Evidence-Based Ethics for Neurology and Psychiatry Research
Scott Y. H. Kim
Department of Psychiatry, Bioethics Program, and Program for Improving Health Care Decisions, University of Michigan Medical School, Ann Arbor, Michigan 48109
Address correspondence and reprint requests to Dr. Kim, Bioethics Program, University of Michigan Medical School, 300 North Ingalls Street, Room 7D, Ann Arbor, MI 48109-0429. E-mail: firstname.lastname@example.org
Summary: American bioethics, historically arising out of theology and philosophy, has been dominated by the method of normative analysis. Ethics as policy, however, requires in addition a solid evidence base. This paper discusses the background conditions that make neurotherapeutics research particularly challenging. Three key ethical issues are discussed within an evidence-based ethics framework: the ethical challenges arising from changes in the financial incentive structures for academic researchers and their institutions, the challenges of risk-benefit analysis for neurotherapeutics protocols testing innovative interventions, and the evolving issues surrounding impaired decision-making capacity and surrogate consent for research. For each of these issues, selected empirical data are reviewed, areas for further inquiry are noted, and the need for development of novel methods for bioethics policy research is discussed.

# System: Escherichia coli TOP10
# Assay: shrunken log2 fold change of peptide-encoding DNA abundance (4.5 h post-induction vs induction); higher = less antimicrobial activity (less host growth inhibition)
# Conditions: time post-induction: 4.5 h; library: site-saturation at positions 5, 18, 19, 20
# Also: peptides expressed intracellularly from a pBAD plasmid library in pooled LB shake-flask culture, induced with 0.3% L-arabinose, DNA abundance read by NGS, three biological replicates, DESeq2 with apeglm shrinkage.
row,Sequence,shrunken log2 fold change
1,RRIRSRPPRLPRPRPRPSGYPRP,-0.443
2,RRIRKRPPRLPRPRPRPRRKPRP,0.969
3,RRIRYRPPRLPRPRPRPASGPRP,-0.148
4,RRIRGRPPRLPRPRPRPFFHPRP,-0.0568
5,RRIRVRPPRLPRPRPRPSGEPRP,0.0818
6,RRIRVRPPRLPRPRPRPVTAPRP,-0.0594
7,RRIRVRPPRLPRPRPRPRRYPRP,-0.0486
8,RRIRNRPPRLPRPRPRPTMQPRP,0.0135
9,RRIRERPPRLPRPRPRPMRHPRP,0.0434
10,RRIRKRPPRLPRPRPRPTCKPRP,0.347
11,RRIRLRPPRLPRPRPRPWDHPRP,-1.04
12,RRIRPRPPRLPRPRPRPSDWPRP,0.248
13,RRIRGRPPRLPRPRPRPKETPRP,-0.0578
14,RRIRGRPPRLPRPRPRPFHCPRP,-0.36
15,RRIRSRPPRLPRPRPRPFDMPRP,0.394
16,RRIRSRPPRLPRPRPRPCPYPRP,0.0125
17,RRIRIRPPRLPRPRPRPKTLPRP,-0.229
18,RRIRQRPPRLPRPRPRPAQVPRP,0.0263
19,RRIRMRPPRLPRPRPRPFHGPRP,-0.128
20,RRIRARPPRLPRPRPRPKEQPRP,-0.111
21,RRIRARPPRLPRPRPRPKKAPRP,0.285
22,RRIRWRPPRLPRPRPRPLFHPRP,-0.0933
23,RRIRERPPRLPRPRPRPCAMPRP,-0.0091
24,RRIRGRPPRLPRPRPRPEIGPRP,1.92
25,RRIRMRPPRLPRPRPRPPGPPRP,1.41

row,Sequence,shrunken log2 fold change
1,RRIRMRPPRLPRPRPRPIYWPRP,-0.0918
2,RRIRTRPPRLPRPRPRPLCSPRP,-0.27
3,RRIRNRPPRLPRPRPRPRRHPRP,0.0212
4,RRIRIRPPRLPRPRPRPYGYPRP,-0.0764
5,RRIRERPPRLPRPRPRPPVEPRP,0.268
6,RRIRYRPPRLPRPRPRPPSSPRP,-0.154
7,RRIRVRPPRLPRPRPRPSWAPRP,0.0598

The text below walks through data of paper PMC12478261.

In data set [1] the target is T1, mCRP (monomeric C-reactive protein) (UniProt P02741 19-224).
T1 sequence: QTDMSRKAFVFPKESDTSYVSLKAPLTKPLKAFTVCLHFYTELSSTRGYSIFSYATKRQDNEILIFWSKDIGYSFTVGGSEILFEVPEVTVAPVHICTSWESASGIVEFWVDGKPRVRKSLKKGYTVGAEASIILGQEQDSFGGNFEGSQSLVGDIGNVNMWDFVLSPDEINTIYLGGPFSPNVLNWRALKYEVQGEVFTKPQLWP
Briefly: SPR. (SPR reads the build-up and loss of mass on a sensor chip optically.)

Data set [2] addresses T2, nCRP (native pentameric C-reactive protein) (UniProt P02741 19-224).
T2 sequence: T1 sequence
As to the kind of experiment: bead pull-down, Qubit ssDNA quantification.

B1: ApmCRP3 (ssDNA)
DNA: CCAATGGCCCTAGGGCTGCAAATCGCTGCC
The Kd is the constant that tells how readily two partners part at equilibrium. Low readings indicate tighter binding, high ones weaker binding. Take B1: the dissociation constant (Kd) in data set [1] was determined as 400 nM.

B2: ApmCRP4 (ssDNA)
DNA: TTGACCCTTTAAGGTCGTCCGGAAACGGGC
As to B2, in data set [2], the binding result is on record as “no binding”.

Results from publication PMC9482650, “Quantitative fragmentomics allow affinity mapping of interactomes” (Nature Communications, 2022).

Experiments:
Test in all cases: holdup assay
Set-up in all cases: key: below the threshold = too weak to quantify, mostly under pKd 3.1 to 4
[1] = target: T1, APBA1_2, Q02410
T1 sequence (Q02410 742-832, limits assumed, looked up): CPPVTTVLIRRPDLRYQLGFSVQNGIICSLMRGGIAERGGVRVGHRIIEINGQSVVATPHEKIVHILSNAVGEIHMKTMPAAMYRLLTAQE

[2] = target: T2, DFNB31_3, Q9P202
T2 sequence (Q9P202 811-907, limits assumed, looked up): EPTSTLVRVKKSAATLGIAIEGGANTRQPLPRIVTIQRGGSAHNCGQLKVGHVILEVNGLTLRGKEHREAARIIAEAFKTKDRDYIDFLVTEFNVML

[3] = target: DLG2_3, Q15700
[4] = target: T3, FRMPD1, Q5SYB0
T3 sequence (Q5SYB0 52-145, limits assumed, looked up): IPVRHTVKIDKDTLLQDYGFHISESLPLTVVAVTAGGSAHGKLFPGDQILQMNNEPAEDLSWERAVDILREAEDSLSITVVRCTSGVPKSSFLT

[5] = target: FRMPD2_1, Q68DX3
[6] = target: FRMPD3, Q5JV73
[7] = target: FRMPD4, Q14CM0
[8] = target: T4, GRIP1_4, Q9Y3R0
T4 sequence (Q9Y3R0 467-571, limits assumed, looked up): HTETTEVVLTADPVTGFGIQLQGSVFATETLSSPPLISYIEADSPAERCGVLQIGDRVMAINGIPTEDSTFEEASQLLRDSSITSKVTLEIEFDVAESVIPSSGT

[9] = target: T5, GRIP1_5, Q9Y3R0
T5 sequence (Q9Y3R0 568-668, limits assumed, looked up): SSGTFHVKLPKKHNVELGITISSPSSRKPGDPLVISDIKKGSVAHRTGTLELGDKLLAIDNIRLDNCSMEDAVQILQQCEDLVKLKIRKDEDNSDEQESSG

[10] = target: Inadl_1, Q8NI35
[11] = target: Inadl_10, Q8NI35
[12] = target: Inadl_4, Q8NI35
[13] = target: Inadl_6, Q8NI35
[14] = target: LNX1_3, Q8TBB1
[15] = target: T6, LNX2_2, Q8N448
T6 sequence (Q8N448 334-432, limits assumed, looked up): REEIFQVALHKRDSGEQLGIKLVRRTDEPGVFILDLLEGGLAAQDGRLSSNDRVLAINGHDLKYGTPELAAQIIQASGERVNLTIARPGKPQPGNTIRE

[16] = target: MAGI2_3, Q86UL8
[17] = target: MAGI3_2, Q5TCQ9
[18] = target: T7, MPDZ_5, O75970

Keywords: Research ethics, conflicts of interest, informed consent, risk-benefit analysis, neurotherapeutics
NeuroRx. 2004 July; 1(3): 372–377.